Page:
Modern Talking's first appearance in the USSR and Europe
Modern Talking to this day remains one of the most famous Eurodance bands of the 80's, who brought to the world of music the danceable nontraditional songs "You're My Heart, You're My Soul", "Chery, Chery Lady" and others. The band gained great popularity in 1985 after the release of the album "You're My Heart, You're My Soul", "Chery, Chery Lady" and others. first single; Dieter Bohlen and Thomas Anders went on to become known far beyond their native Germany.
This article will talk about how the o Modern Talking The duo was recognised in Europe and the USSR, and also why it was in the Union that the duo became one of the iconic for people behind the Iron Curtain.
USSR gets acquainted with future idols: the first appearance of the band on Soviet television
The German band has been on Soviet television programmes several times, but the first appearance left an indelible mark on the musical taste of Soviet citizens. In the mid-1980s, Central Television broadcast a programme called "Rhythms of the Planet."in which the audience could hear not only various genre compositions, but also get acquainted with music others countries, and where Modern Talking first made a name for themselves.
Before that, the guide to the world foreign of melodies was a TV programme "Melodies and Rhythms of Foreign Variety", but it was closed a few months before the band appeared on Soviet screens.
The 7 February 1986 edition of Rhythms featured excerpt from the German TV show "Peter's Pop Show", on which the band appeared after their worldwide success with the single "You're My Heart, You're My Soul". The programme featured a total of two of the band's songs: first one chorus of "You're My Heart, You're My Soul" and then "Chery, Chery Lady". Before the audience saw unusual singers, a concert by Czech singer Karel Gott appeared on the screens, followed by six songs by other foreign singers.
Despite the display of previously banned music, censorship The issue was not spared: the close-up of Thomas Anders's face was covered so that the audience could not see the marks of the inflicted make-up. Soviet music lovers also accepted the fact that the vocalist was called by the wrong name: Peter Bohlen. The TV programme's shortcomings were interrupted by the very appearance of atypical pop music - the abundance of synthesisers, simple movements and indistinguishable English lyrics exposed listeners to the another to the side of the pop scene.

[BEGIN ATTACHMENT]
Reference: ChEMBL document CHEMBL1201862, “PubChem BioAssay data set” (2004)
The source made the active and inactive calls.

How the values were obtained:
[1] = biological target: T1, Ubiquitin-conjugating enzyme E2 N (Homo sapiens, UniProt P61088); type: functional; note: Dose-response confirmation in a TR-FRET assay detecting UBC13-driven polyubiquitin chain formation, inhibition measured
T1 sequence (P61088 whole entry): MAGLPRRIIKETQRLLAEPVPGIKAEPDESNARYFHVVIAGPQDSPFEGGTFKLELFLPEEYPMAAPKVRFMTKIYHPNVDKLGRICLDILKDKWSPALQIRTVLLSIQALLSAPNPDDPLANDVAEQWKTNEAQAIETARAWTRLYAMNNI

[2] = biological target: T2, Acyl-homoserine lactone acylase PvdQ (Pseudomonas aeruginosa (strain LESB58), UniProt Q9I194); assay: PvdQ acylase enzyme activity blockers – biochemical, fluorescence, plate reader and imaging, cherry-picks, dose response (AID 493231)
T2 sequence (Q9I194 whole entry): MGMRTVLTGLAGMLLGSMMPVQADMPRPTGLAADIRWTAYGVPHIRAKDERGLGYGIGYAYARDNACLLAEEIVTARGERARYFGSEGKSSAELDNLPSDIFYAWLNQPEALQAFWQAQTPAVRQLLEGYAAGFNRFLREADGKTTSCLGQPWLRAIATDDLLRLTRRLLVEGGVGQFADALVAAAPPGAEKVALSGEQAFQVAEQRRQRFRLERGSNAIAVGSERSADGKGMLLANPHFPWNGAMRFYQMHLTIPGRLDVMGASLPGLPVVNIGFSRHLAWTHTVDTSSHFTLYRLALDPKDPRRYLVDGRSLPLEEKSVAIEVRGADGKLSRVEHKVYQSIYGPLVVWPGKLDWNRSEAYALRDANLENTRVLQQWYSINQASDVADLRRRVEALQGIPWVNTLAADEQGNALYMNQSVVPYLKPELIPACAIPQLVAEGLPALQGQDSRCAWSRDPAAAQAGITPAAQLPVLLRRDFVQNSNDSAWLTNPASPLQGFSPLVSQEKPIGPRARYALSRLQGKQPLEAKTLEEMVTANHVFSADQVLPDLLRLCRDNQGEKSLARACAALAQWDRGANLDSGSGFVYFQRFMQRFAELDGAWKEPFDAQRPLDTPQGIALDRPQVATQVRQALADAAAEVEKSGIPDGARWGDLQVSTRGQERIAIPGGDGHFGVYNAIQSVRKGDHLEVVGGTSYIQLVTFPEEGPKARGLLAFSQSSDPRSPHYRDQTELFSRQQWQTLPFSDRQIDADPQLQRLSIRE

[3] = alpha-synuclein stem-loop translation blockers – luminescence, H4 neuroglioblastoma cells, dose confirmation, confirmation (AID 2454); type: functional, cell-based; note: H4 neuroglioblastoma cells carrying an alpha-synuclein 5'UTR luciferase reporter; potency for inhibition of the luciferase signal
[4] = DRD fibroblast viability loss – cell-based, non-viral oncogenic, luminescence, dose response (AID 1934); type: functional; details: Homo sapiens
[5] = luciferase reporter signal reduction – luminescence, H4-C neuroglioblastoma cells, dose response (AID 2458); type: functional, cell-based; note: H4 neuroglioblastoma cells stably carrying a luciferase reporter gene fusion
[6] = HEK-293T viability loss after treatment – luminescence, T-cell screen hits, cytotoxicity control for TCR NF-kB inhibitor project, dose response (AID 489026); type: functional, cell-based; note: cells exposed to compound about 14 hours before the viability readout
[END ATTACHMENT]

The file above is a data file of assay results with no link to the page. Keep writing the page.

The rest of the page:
Modern Talking's first appearance on European screens, which went unnoticed
In 1985, Modern Talking were first introduced after the release of "You're My Heart, You're My Soul" European audience in the programme "Tele Illustrierte", released in January. The band's performance did not make a big impression on the audience, and the musicians were practically forgotten. forgottenHowever, their appearance a few weeks later on another programme, "Formel Eins", brought a real success.
Thanks to television, the band led first on the music charts in Germany and then in other European countries. The success was so huge that the records were sold in their home country alone by the thousands in circulation. Eventually, Modern Talking's fame reached the Soviet Union: after attending the TV programme Peter's Pop Show, where they were awarded more than seventy platinum and gold discs, the group in advance ensured her success in the USSR.
The Soviet public's fondness for Modern Talking
From the first appearance on the Soviet programme Modern Talking won the love of listeners. Most music lovers immediately realised difference between Russian and Western pop music, and it manifested itself in everything: from the mood of the compositions to the appearance of the performers. The performance with brilliant decoration, tender vocals in a foreign language and unusual Thomas and Dieter's appearance sharply contrasted with the lack of expression and the austere suits and floor-length dresses of the Soviet artists.
In the television programme "Morning Post" in 1986, the band appeared already in front of their own fans. Despite the fact that the band was slowly disintegrating at the time, Modern Talking was just beginning to become one of the most popular Western artists. After the first listen to these light dance tunes, love to eurodance practically entered the genetic code of Soviet pop music fans, and it became fashionable among young people firmly included high hairstyles, colourful outfits and jeans.
After discovering new music, the radio airwaves infrequently Modern Talking tracks, especially in programmes with request songs. A little later, the Melodiya company started to release second album of the band, as the fan base of the band in the Soviet Union was growing and wanted to listen to their idols. Despite the large production, the records were not always available, but if they were, they tried to preserve them in the best vid. Love for the German collective by this time. for a long time has gained a foothold among Soviet music lovers.
Modern Talking fame has almost succeeded break "the Iron Curtain and opened up new melodies and styles for young people seeking freedom. Nowadays, their music remains a reminder of how things used to be slow the introduction and grounding of Western culture into the Soviet world. Perhaps it was their music that helped young people realise that songs can carry more than just a edifying nature, but also to be a source of joys and aspirations for better.